Words Worth Knowing: Epiphany

In the Iliad Athena visits Achilles just before he attacks King Agamemnon with a sharp sword. Only he could see, recognize and listen to the wise goddess. She warns him that his anger-filled intentions are not the wisest decision, and asks him in her name and in Hera’s name to face the king only with words. She promises that it will yield better fruits. That’s how Achilles had an epiphany.

It doesn’t sound remotely like what we know by epiphany today, I know, but that has its purpose. If you still don’t understand why, come with me to read a couple of definitions.  Perhaps we, too, may have a true epiphany!

Dictionary Definition


Epiphany: noun. A moment when you suddenly feel that you understand, or suddenly become conscious of, something that is very important to you. (Cambridge Advanced Learner’s Dictionary).

Epiphany: noun. An intuitive grasp of reality through something (such as an event) usually simple and striking. (Merriam-Webster Dictionary).

Epiphany: noun. Capitalized. A Christian holy day in January (traditionally 6 January in Western Christianity) that celebrates the revelation of the baby Jesus to the world (Cambridge Advanced Learner’s Dictionary).


So, an epiphany is certainly a special event, and unless you’re a seer, you don’t have an epiphany every day! It is an occasionally used Word among the 30,000 most commonly used words in the Collins dictionary.


These are a few examples on how to use it:


– “He told me he had had what sounded to me like an epiphany about homelessness, and epiphanies don’t come along often”.

From Harrogate Advertiser Article: Dear Reader: An epiphany about homelessness + supporting Harrogate Town FC. 2018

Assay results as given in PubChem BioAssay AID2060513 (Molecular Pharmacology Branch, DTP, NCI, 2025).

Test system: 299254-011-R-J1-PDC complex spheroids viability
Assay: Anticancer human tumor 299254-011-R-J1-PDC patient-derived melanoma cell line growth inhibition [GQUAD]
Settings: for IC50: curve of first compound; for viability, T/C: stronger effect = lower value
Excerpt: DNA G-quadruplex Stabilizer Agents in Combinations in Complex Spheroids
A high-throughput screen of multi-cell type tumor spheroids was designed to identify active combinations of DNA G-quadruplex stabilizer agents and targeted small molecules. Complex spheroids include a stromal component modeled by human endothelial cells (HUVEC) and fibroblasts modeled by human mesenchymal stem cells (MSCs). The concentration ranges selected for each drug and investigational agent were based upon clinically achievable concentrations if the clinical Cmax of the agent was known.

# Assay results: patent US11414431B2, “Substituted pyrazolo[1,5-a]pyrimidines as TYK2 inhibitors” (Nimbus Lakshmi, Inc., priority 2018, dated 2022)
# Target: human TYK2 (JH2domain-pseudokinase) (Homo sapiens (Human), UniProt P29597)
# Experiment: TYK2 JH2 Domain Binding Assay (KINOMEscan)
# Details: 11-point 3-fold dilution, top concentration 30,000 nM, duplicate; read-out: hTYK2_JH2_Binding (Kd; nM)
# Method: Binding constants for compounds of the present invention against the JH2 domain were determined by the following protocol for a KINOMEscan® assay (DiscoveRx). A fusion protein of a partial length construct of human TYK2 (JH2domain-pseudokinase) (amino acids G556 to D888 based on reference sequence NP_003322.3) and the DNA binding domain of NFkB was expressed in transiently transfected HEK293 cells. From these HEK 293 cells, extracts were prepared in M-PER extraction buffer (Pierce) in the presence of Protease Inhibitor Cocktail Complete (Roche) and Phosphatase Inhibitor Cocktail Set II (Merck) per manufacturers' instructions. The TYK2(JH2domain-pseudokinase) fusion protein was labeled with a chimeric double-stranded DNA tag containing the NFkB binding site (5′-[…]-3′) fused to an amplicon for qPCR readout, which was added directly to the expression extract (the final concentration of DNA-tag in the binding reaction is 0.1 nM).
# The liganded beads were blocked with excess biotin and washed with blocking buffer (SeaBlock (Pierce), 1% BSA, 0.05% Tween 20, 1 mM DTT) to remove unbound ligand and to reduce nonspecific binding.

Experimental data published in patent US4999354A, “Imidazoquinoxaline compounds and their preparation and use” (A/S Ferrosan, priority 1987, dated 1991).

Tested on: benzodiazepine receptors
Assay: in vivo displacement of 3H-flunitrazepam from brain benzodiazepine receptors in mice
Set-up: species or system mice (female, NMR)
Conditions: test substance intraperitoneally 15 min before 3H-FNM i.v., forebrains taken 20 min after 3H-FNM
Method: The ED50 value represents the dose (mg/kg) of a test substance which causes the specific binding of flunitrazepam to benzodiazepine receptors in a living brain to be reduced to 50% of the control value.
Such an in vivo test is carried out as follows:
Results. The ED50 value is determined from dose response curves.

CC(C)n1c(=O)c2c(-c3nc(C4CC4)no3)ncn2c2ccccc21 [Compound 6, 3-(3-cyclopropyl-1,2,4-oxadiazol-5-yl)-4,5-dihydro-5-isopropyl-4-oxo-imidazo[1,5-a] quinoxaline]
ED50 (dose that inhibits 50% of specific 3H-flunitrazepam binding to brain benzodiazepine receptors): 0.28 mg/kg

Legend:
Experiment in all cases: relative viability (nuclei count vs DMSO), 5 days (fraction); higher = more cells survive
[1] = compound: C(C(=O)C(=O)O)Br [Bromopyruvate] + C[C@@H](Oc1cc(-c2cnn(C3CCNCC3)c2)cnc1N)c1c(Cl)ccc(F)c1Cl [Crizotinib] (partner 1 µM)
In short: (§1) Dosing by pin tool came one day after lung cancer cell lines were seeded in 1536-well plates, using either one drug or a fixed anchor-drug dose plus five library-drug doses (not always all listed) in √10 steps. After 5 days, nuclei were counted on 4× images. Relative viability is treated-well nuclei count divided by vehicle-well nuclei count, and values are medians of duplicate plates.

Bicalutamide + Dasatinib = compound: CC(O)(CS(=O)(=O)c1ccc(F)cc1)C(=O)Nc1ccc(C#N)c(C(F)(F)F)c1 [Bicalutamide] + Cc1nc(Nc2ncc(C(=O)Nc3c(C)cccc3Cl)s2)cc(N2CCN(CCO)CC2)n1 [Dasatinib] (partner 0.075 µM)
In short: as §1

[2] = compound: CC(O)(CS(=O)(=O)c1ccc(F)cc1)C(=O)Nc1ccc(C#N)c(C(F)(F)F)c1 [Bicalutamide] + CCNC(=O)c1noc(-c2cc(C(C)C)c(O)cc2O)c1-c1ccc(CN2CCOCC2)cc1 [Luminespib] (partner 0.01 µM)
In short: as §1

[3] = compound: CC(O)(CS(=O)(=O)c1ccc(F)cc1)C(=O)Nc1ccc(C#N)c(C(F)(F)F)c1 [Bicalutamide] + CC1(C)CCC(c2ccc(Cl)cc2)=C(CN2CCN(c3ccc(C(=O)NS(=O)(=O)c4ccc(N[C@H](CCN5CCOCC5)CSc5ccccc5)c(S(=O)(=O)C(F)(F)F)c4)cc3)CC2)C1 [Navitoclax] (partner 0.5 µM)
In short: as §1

− “When the crunchy base, soft creamy peaks and tangy fruit come together, creating an epiphany for all the senses.”

From Otago Daily Times Article: An epiphany for the senses. 2018

− “The book starts with Advent, following its origins from France’s preparation for the feast of the Epiphany to the first Sunday of Advent designated by the church as the beginning of the church year”.

From The Arlington Catholic Herald Article: Celebrating the full seasons of Christmas from Advent to Epiphany. 2018


A glimpse from mortals to gods


When we have an epiphany it is frequent to feel that God enlightened us to find the answers to our greatest problems. That feeling is not far off from the origin of this word.

In ancient Greece it was considered possible for gods to descend to earth and appear to their most faithful mortals.  They would give them advice, help them settle their conflicts or warn them of dangers to come.

Thus, the greatest Greek writers portrayed these encounters between gods and mortals with the word Epiphaneia (ἐπιϕάνεια).  It can be read in documents as ancient as the Iliad, which was written approximately in the eighth century B.C. The word at that time had a literal meaning, and was the result of combining the prefix epi- meaning “upon” and phainein, which means “to show”, therefore, to have an epiphany was to have an “appearance” or “manifestation” of the Greek gods.

Epiphany with a capital E


The Catholic New Testament came to light in the 14th century.  This gave us the second meaning of the word Epiphaneia, now slightly modified to Epiphania.  This referred to the Christ’s Magi manifestation, one of the meanings preserved to this day. In fact many people still celebrate the feast of Epiphany.

And we owe the greatest use of this word today to Thomas De Quincey, a British Romantic who used it in his essays on Opium to speak of any manifestation or revelation. Thanks to him it is not necessary to meet with Pallas Athena in the middle of a math exam to use the word Epiphany.  It is also now reserved as the Christian holiday only in its capitalized form.

These days, whether its remembering the formula to ace your exam or remembering to pick up milk at the grocery store, we all can have our own versions of epiphany.

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